Microsoft Outlook Hackers are Stealing Crypto from Victims

The exact number of victims or the amount of stolen crypto are still not known.

Cybercriminals are targeting Microsoft Outlook users to steal sensitive data related to their crypto exchange accounts, a report by VICE’s Motherboard revealed.

A group of hackers already attacked Outlook accounts by stealing the credentials of a Microsoft customer support employee. That gave them access to metadata of the email users which includes the subject line of the emails, recipient or senders address and other details without the actual content. The breach was confined to any non-corporate Outlook, Hotmail, or MSN account

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However, in recent days, multiple email users came out to reveal that hackers are targeting specific emails related to their cryptocurrency accounts.

Crypto exchange credentials compromised

“The hackers also had access to my inbox allowing them to password reset my Kraken.com account and withdrawal [sic] my Bitcoin,” Jevon Ritmeester, a victim of this breach, told Motherboard.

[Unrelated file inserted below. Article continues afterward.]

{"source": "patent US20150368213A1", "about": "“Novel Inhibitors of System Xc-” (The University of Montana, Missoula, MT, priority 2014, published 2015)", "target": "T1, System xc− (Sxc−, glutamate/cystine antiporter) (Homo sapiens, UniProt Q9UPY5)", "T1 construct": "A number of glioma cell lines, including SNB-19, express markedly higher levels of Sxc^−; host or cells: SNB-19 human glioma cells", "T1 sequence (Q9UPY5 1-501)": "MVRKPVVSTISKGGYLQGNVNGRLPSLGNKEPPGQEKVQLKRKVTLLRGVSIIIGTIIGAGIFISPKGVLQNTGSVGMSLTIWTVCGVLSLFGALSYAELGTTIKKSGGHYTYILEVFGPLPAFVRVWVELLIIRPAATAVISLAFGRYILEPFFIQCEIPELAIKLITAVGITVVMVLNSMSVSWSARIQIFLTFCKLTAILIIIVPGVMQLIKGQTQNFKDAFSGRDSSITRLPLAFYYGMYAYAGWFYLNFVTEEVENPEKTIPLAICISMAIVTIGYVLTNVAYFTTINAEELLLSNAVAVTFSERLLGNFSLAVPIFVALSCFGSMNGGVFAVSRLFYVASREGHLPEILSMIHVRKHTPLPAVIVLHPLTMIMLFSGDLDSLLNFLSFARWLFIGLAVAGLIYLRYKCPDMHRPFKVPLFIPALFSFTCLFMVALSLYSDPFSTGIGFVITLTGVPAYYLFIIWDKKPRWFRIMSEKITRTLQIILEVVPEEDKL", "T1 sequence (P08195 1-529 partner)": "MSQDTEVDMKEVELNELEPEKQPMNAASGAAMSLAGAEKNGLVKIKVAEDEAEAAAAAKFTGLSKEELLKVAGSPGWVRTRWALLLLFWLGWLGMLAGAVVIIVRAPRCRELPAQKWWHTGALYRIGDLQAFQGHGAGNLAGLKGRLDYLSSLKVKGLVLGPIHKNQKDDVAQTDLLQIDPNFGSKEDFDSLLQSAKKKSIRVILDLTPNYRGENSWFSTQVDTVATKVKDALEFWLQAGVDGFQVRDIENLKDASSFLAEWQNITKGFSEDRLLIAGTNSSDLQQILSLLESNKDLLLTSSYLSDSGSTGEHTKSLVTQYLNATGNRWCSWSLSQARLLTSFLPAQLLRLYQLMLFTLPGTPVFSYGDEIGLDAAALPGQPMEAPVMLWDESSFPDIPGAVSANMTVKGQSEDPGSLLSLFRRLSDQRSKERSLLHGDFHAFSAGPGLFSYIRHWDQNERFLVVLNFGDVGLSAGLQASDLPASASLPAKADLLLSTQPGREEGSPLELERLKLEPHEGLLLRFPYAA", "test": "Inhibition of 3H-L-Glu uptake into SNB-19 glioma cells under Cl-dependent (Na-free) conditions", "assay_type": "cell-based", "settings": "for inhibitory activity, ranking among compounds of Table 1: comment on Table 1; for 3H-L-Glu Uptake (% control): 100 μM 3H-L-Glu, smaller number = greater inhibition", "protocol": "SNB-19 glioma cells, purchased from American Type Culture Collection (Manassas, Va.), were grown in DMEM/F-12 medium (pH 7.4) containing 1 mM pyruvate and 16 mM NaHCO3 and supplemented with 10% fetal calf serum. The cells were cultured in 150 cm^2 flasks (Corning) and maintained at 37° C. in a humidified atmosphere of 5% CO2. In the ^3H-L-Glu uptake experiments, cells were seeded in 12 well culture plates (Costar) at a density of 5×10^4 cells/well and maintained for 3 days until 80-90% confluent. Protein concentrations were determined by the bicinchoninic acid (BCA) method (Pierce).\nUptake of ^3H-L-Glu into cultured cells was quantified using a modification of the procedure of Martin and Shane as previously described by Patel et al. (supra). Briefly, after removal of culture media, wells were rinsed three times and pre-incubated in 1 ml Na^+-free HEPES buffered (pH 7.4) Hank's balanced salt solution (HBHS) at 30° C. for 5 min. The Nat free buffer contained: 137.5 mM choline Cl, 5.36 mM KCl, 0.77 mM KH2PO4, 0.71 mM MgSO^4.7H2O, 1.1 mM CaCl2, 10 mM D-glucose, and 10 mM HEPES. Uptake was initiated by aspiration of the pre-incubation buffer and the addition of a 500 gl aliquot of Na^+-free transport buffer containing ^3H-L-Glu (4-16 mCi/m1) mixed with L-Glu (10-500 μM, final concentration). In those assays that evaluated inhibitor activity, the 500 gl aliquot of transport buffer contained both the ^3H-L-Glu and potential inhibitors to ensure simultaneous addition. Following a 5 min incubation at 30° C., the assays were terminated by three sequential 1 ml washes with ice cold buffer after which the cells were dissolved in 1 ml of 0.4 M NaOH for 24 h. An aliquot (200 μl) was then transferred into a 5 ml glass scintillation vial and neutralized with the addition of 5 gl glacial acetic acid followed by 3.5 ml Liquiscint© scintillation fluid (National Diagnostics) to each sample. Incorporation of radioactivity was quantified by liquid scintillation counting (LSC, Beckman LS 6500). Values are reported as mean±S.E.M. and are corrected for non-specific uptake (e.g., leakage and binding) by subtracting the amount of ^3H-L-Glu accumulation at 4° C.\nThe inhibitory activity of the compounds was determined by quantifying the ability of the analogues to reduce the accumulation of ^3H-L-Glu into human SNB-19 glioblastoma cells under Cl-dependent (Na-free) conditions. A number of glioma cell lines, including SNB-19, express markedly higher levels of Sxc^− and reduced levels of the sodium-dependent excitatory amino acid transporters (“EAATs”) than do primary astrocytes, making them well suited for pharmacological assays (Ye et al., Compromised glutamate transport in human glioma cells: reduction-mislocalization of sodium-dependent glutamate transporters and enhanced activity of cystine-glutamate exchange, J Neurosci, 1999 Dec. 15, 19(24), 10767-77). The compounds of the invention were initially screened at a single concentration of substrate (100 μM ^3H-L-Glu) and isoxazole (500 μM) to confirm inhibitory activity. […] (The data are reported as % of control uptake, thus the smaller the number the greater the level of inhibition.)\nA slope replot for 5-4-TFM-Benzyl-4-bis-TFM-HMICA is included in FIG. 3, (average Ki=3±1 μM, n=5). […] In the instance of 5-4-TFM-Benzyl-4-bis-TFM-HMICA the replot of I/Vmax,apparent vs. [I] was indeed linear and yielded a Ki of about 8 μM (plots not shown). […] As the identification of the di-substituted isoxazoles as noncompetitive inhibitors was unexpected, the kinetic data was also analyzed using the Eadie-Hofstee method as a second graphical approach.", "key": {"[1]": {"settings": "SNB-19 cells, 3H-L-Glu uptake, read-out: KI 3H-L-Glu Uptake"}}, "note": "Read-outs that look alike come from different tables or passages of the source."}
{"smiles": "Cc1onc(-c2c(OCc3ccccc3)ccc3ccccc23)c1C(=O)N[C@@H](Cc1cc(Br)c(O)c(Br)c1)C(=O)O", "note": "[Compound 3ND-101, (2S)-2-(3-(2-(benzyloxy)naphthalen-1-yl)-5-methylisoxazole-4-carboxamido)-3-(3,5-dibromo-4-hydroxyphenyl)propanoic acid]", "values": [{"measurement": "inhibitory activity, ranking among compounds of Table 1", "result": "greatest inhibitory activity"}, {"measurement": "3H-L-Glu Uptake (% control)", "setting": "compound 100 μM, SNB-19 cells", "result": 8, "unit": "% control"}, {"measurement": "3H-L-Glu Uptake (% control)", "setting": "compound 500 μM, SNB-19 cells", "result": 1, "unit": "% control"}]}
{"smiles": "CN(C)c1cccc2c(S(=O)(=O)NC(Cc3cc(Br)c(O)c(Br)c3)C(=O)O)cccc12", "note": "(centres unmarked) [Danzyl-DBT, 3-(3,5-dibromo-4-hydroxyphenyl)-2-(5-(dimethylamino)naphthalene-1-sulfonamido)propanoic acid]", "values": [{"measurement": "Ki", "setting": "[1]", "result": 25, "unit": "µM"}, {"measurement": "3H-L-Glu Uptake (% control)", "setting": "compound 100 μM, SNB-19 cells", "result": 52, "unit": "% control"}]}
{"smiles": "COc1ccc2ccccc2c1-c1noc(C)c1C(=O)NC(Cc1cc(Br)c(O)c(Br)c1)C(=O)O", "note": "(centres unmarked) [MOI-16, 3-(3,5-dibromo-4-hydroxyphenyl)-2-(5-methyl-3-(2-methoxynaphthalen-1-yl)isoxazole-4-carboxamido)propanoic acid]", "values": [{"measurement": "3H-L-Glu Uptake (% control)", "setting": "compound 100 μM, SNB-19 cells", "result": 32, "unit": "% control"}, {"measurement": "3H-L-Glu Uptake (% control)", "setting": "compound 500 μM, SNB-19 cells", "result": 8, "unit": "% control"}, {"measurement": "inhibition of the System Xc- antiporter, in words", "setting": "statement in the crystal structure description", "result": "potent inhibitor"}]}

He even shared breach notification emails and screenshots of email forwarding rules set up by the hackers with the publication. In his case, any email with the keyword “Kraken” was redirected to an unknown Gmail account.

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Ritmeester lost 1 Bitcoin worth around $5,000 stored in his Kraken account to the hackers.

Many other victims also took to social media to share their experiences with the massive breach of data.

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Microsoft’s response

Earlier, the tech giant already confirmed about the meta-data breach. Now, the company is addressing the new issue and, in an email to the publication, wrote: “Customers who believe they have been impacted beyond what was outlined in the company’s notification should contact the Microsoft support team for assistance.”

The victims, however, are not fully convinced with Microsoft’s approach towards the issue.

“I think Microsoft talks about this way to lightly [sic] about this leak and I think there are a lot of users who have suffered damage in one way or another as there is a lot of sensitive information in an inbox,” Ritmeester added. “I am planning to at least file a police report and thinking about holding Microsoft liable for the financial damage and the fact that a lot of my personal information may get leaked in the near future.”

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